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It is the distribution, not just generation, of falsehoods that we should be worried about, argues Baroness Joanna Shields.

With more than 50% of the global population going to the polls this year, global attention has intensified around the potential for AI to generate sophisticated disinformation. A crucial aspect of the crisis remains under examined – the role of online platform advertising models in disseminating such information. While the technological capabilities of AI deepfakes to mimic real-life candidates and create convincing falsehoods represent a significant challenge, it is the delivery mechanisms inherent in the business models of major social media platforms that propagate those messages that pose a more insidious threat to the fabric of democracies worldwide.

Recognising the potential risks of AI, organisations like OpenAI have started to implement measures to mitigate them, developing guidelines to prevent the misuse of AI in political campaigns. These efforts are crucial steps toward ensuring that advancements in AI are not misused to subvert democracy, but the essence of this threat lies not only in the generation of disinformation – something OpenAI can try to prevent – but also in its targeted distribution to audiences already fragmented by social divisions – something OpenAI has less control over. 

Online platforms, driven by advertising models that prioritise user engagement above all, have mastered the art of harnessing algorithms to feed content that resonates with individuals’ existing biases and passions. This approach, while commercially lucrative, has facilitated the rapid and unchecked spread of misinformation. The consequence is the deepening of societal divides and undermining the principles of informed discourse that are essential to a healthy democracy.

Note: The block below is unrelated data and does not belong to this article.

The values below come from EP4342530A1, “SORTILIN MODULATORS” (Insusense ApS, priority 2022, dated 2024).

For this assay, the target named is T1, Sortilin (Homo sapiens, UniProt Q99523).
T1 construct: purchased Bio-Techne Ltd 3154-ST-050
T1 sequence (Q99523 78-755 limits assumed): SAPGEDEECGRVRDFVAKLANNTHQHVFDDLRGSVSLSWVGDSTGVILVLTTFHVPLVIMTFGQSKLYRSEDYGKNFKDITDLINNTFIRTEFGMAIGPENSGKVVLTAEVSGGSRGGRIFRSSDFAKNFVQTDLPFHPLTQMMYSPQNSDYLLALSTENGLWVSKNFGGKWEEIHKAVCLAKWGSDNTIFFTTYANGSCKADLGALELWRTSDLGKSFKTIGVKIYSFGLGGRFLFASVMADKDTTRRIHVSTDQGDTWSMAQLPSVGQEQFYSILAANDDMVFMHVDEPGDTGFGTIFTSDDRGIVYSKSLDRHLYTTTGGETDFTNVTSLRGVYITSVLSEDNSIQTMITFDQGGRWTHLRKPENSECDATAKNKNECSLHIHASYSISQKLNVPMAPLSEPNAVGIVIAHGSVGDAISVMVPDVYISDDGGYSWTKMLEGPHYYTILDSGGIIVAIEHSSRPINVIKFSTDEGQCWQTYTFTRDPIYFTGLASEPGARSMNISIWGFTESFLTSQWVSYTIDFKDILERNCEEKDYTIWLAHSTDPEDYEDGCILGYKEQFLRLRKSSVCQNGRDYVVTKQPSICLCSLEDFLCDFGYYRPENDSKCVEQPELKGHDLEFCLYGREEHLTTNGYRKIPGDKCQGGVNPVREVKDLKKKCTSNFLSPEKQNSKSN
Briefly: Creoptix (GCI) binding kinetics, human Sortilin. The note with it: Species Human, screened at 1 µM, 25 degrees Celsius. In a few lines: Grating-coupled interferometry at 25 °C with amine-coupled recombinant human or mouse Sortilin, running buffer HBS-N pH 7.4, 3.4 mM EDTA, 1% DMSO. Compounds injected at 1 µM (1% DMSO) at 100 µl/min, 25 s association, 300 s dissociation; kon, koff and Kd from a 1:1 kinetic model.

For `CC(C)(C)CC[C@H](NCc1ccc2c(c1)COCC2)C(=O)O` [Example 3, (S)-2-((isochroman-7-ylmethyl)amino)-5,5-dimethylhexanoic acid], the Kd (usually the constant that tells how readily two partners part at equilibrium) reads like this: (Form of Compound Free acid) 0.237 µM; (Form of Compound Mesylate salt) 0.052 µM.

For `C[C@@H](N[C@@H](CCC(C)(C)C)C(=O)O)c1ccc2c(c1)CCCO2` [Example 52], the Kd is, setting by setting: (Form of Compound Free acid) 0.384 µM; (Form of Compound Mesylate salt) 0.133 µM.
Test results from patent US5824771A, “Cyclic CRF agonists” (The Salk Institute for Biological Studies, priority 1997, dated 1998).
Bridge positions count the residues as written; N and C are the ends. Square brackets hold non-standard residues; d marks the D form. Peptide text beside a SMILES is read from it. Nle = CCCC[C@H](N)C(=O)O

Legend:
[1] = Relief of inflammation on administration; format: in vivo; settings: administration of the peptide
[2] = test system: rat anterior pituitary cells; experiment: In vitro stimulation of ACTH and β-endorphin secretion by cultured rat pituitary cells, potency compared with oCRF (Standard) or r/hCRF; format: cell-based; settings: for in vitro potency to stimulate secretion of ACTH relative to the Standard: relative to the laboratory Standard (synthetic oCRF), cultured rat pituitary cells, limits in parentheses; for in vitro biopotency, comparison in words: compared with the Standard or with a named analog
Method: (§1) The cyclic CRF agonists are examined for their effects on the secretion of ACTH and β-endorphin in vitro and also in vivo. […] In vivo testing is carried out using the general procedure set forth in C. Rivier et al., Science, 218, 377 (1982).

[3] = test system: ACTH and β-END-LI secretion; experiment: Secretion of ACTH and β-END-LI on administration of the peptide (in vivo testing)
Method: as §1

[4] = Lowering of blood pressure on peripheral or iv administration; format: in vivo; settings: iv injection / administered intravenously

The advertising model’s fundamental flaw is its indifference to the veracity of content, treating information as merely another commodity to be optimised for maximum engagement. This model incentivises sensationalism, controversy and emotional provocation, creating fertile ground for disinformation to flourish. As a result, quality journalism and fact-based discourse are not merely disadvantaged, but are systematically sidelined in favour of content that can more effectively capture and retain user attention. The consequences of this dynamic are profound, relegating fact-checked, quality journalism behind paywalls and making it a luxury item rather than a public good – while misinformation proliferates freely.

The focus on AI-generated disinformation, while important, must not overshadow the critical examination of these delivery mechanisms. Conversely, legislative and regulatory efforts must prioritise reforms that challenge these advertising models. Policies that encourage transparency in the algorithms that run social media websites, alongside initiatives that support the economic viability of quality journalism, must be essential components of a comprehensive strategy to combat disinformation.

For politicians and policymakers the task ahead involves not only addressing the symptoms of the disinformation crisis but also confronting its root causes. By focusing on social media platforms’ advertising models, we can begin to tackle the incentives behind the spread of misinformation. This approach offers a pathway toward restoring the integrity of our information ecosystem, ensuring that democracies remain resilient in the face of both the technological advancements and the economic incentives that threaten to undermine them.

While the world grapples with the challenges posed by AI, it is imperative that we refocus our efforts on understanding and addressing the delivery mechanisms that allow AI-facilitated disinformation to thrive. Only by confronting the economic models that prioritise engagement over accuracy can we hope to mitigate the impact of disinformation and safeguard the future of democratic discourse.

 

Baroness Joanna Shields is the former Minister for Internet Safety and Security and the Founder and CEO of Precognition.

This article was published in the latest edition of Centre Write. Views expressed in this article are those of the author, and not necessarily those of Bright Blue. 

Read more from our June 2024 Centre Write magazine, ‘Generation AI?’ here.